Kobe says he’ll ‘strap it up’ and play


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The Lakers rolled and lurched through another awkward day, but it became clear by the end of it that Kobe Bryant was still with them, with the future bringing whatever it may. A bizarre few days, complete with Bryant’s minor media boycott and a handful of mysteriously skipped practices, concluded almost as unpredictably as reporters jockeyed for position near Bryant’s glistening Bentley in the players’ parking lot outside the team’s El Segundo training facility. The verdict: He still hasn’t practiced since Saturday, even though his coach says he is OK, and he is still stung by owner Jerry Buss’ comments last week that shattered a code of secrecy between boss and Employee No. 1. Bryant broke his silence Tuesday with 98 seconds’ worth of insight, acknowledging he was taken aback by Buss’ comments, but saying he would “strap it up” and play for the Lakers, assuming he was on their roster for the season opener on Oct. 30. At the core of his frustration was that Buss spoke so publicly after they had agreed to keep their inner dealings to themselves after Bryant’s initial trade demand in late May. Buss said last week he “would certainly listen” to trade offers for the nine-time All-Star.

He also divulged details of the conversation he had with Bryant in Barcelona in June, revealing he made a passionate, and lengthy, plea to Bryant, only to have it rejected. “We just wanted to keep things quiet, just go about our business,” Bryant said. “That caught me off guard a little bit. We’ve just got to get back to basics and just get ready and go from there.” The Lakers hope that a peaceful resolution can be found, and that Bryant remains in the fold. Similarly, Bryant has not informed the Lakers he is holding out, or anything similar to it. He has spoken with General Manager Mitch Kupchak every day in the last week in conversations devoid of ill will or intense emotion. The Lakers declined to comment in depth, but they are not looking to trade Bryant. “There’s nothing imminent,” Coach Phil Jackson said. Bryant sat out practice Tuesday for a third consecutive day and was visited by a specialist at the training facility to check up on a right knee bothered by tendinitis. “He sat [practice] out by mutual agreement,” Jackson said. “He asked me about resting his legs, but I think he’s feeling all right. I don’t know whether he’s going to play or not on Thursday” in an exhibition game against Seattle.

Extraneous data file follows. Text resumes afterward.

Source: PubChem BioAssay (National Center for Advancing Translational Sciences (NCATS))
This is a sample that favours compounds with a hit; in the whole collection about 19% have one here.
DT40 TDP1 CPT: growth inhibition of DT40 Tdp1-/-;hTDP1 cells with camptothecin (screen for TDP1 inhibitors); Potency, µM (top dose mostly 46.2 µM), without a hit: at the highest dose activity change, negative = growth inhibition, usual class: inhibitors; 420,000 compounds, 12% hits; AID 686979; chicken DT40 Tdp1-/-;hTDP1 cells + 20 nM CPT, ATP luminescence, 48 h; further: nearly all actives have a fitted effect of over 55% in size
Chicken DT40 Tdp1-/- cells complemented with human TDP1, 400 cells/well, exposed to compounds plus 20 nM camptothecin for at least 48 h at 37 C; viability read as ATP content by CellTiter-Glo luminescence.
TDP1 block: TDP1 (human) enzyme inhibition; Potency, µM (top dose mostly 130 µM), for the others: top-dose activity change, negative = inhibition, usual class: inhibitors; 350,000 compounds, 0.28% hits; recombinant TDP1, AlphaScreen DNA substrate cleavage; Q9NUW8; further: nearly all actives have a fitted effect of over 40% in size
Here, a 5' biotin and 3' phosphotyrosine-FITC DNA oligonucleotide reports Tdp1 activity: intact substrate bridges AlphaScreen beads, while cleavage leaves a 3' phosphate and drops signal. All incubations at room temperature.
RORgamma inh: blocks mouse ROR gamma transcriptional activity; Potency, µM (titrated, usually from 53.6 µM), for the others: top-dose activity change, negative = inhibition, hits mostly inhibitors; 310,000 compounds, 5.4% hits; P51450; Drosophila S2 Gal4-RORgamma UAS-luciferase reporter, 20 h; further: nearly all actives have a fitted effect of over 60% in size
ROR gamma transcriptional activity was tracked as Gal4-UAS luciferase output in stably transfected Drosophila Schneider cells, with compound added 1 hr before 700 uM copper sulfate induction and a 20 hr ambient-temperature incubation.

Some questions posed by reporters were of the extreme type, including whether Bryant had played his final game in a Lakers jersey. “I don’t know,” Bryant said. “Talk to Mitch and Mr. Buss about that. I’m just getting ready. If I’m here, I’m ready to strap it up. My job is to play the game and get ready to play the game, and that’s what I’m doing.” Bryant spoke in tones that were neither emotional nor heated, but more matter-of-fact, even flat. He removed some personal items from his locker, but some remained as well. “There’s a book sitting there,” Jackson said. “There’s a net bag with some workout clothes that were sitting there this morning. There are things that were out of the locker, I will say that.” Meanwhile, the rest of the Lakers assembled for practice, although Bryant wasn’t the only one missing.

Lamar Odom was out because of a stomach ailment and Derek Fisher was in New York as part of the medical care being given to his daughter as she recovers from a rare form of eye cancer. Bryant’s teammates couldn’t help but notice his absence at another practice and wondered privately about the latest tug-of-war between a franchise and its cornerstone. Bryant recently promised them during a team meeting that distractions would be limited and, more importantly, that he would be devoted to winning games. Even Jackson did not peer too far into the future. “We can’t project anything right now,” he said. “I think there’s a certain progression of things that we have to go through. “We have to see how the feelings are in the situation, see if there can’t be some remedies for it. From there, the next step takes place, and that is, how do we go forward as a basketball club?”

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